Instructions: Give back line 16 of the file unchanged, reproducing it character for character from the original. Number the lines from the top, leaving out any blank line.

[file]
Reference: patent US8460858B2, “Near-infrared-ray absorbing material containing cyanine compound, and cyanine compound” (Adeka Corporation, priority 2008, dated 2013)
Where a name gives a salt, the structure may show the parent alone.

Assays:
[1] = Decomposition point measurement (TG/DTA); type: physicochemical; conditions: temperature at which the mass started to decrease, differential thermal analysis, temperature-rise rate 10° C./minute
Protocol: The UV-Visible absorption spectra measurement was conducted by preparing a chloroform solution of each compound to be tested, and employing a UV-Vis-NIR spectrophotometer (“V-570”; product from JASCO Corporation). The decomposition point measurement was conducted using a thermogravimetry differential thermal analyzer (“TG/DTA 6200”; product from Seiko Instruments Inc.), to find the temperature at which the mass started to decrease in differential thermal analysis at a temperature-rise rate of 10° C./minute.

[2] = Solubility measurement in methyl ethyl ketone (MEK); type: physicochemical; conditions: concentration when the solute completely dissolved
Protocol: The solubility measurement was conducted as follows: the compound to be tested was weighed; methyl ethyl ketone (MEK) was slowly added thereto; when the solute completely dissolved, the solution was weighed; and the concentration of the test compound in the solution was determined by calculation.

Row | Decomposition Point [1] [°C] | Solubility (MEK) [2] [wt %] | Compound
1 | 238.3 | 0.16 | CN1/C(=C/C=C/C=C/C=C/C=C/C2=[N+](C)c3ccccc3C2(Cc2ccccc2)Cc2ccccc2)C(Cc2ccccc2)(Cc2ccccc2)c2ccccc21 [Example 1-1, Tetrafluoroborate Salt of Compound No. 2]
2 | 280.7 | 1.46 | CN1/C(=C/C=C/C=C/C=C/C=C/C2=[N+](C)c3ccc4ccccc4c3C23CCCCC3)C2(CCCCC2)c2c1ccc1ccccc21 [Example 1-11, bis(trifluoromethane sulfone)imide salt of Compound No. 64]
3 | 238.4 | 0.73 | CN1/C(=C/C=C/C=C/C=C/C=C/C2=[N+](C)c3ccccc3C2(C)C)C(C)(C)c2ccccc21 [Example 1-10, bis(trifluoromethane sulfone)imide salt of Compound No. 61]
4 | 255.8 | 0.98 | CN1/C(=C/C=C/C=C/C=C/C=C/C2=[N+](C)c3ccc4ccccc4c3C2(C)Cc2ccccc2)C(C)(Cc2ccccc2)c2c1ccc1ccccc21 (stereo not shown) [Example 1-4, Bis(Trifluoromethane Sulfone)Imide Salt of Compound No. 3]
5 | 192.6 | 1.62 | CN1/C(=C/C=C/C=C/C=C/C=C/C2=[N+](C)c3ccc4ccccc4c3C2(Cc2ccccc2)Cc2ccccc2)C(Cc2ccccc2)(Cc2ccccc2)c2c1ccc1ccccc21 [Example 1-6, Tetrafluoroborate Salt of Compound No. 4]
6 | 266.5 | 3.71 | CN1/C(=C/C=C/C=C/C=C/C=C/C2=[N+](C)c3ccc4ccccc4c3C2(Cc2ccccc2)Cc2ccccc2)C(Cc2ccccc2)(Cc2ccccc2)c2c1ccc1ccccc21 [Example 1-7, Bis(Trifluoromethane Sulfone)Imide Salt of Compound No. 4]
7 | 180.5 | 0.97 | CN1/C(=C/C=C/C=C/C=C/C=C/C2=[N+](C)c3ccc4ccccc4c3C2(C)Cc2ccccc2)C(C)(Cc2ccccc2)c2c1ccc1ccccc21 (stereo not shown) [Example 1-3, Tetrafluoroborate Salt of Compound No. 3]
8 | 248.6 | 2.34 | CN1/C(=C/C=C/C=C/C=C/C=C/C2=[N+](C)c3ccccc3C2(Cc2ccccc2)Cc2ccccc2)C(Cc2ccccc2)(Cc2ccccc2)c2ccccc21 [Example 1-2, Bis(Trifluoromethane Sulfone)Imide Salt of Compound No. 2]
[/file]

8 | 248.6 | 2.34 | CN1/C(=C/C=C/C=C/C=C/C=C/C2=[N+](C)c3ccccc3C2(Cc2ccccc2)Cc2ccccc2)C(Cc2ccccc2)(Cc2ccccc2)c2ccccc21 [Example 1-2, Bis(Trifluoromethane Sulfone)Imide Salt of Compound No. 2]